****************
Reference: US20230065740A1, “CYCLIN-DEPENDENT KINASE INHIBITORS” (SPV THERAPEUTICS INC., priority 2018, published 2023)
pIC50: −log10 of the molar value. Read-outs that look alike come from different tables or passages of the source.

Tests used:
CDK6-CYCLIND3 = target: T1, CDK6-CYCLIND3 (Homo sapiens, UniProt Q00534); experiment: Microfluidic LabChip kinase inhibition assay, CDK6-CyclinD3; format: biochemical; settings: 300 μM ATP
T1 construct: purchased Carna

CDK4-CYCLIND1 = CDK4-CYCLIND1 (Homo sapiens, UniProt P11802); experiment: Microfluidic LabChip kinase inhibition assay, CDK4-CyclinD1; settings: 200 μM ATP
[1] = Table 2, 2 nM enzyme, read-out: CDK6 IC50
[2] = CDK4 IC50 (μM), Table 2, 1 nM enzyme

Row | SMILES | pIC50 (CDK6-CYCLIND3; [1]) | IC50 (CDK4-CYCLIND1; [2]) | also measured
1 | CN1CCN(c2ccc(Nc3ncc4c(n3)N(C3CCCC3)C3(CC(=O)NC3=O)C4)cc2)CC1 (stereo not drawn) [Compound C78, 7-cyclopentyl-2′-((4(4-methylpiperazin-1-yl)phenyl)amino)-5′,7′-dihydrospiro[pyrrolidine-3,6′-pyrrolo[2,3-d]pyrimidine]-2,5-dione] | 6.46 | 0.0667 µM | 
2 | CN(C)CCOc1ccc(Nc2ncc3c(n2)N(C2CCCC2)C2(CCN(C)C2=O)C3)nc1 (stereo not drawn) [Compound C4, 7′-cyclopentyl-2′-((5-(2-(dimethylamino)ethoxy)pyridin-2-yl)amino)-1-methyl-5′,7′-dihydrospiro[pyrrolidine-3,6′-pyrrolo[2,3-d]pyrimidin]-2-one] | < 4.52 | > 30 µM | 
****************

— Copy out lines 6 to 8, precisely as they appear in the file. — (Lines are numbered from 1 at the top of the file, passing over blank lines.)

CDK4-CYCLIND1 = CDK4-CYCLIND1 (Homo sapiens, UniProt P11802); experiment: Microfluidic LabChip kinase inhibition assay, CDK4-CyclinD1; settings: 200 μM ATP
[1] = Table 2, 2 nM enzyme, read-out: CDK6 IC50
[2] = CDK4 IC50 (μM), Table 2, 1 nM enzyme